Opinion: Cannabis Grow Ops use More Electricity than the Mining Industry in Canada

Article by Dan Sutton, Cantech Letter

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The thought of marijuana cultivation brings to mind images of the a “Back to the Land” Movement, and perhaps of a philosophy that eschews waste and aims for practices that are more in tune with the environment.

But the marijuana business has a dirty secret: it is likely that illicit marijuana grow ops use 40 per cent more electricity than metal mining in Canada today.

The illicit cultivation of marijuana in Canada, in fact, is one of the single most energy intensive sectors in any industry in the nation, legal or not. More than 50,000 decentralized grows nationwide pack high wattage lamps into basements, sheds, and bunkers to fuel the domestic demand for billions of grams of the plant per year. Air exchange, cooling, dehumidification, and other infrastructure converge to demand as much as three per cent of all of the electricity generation nationwide.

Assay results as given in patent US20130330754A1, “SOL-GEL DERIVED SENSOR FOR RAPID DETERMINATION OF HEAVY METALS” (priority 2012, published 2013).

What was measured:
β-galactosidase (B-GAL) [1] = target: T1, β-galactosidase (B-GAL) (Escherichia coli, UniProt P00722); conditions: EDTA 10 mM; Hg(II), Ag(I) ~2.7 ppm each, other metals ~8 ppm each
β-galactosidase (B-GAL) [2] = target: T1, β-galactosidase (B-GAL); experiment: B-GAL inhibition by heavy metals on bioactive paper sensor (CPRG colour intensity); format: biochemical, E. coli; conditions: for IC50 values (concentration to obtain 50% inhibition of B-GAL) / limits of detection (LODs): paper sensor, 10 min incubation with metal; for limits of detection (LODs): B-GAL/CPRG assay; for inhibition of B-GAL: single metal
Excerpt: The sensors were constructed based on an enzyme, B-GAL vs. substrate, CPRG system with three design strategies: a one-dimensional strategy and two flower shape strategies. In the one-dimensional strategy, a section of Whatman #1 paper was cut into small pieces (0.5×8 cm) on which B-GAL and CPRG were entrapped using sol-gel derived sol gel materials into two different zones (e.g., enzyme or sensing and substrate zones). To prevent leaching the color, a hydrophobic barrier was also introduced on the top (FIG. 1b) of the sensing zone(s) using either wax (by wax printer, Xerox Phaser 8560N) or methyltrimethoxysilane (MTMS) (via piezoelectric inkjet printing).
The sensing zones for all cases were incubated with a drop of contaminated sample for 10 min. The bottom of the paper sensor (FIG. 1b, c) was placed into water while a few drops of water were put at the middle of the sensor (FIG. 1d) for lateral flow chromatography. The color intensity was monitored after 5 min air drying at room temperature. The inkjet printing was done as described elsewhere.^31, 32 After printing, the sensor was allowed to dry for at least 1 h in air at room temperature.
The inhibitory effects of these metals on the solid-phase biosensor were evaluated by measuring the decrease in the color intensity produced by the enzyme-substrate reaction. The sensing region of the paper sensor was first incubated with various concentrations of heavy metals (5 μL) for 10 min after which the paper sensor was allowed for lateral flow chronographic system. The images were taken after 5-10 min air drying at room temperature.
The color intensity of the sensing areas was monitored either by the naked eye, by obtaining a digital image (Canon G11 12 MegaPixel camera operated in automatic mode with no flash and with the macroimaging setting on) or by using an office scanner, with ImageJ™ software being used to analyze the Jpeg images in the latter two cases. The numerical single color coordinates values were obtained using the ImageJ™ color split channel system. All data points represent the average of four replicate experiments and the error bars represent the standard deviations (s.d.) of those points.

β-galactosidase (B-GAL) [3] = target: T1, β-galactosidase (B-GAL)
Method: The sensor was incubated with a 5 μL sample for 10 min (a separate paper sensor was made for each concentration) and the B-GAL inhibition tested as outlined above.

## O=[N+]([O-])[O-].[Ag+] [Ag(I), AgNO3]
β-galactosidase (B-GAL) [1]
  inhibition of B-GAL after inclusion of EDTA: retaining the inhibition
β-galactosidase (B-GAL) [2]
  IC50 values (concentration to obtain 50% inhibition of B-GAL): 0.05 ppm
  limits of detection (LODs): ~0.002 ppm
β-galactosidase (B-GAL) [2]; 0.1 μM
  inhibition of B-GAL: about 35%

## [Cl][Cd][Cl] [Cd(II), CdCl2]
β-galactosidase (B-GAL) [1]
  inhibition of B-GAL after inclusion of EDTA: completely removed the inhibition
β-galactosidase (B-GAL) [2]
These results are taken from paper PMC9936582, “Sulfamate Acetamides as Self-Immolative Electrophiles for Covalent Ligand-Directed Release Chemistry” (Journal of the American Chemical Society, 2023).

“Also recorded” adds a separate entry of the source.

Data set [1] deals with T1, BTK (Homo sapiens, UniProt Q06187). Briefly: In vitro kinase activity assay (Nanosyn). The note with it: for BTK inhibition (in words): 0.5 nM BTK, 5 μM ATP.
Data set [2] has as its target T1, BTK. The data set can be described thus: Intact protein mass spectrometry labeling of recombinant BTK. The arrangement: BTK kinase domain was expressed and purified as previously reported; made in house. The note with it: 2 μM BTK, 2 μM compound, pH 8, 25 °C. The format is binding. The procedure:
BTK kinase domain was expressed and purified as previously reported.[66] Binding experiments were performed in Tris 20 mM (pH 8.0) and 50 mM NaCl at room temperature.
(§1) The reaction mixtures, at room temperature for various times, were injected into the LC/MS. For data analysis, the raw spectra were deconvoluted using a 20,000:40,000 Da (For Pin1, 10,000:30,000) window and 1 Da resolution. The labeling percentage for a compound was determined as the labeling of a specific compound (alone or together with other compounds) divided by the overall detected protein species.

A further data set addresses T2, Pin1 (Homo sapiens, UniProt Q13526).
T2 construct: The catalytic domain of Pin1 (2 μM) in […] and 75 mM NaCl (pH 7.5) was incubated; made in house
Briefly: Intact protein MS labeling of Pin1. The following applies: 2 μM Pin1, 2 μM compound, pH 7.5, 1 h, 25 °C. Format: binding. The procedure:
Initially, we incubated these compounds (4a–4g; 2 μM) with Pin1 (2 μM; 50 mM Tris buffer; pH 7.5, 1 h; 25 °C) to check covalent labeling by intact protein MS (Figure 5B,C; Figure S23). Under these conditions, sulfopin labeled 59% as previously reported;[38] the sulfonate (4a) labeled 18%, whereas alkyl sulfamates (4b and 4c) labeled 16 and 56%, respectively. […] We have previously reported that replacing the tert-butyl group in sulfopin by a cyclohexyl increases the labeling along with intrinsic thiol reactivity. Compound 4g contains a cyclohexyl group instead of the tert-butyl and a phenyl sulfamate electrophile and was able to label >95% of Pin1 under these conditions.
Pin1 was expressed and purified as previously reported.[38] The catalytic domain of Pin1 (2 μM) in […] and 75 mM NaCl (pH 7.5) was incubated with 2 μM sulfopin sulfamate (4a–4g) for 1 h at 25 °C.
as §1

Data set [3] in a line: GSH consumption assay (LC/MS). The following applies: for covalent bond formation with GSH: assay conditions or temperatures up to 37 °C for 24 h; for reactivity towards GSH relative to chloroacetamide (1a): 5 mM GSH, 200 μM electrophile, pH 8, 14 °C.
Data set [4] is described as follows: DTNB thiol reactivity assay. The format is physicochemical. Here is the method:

Aggregate electricity production in Canada totals around 2300 petajoules per year. Electricity demand for the Metal Ore Mining Industry in Canada was estimated by the Canadian Industrial Energy End-Use Data and Analysis Centre at Simon Fraser University to be ~50 petajoules in 2014. If cannabis cultivation in Canada uses three per cent of our aggregate energy production, then demand from cannabis cultivation activity equates to over 70 petajoules every year, 40 per cent more than the mining industry.

Read full article here.

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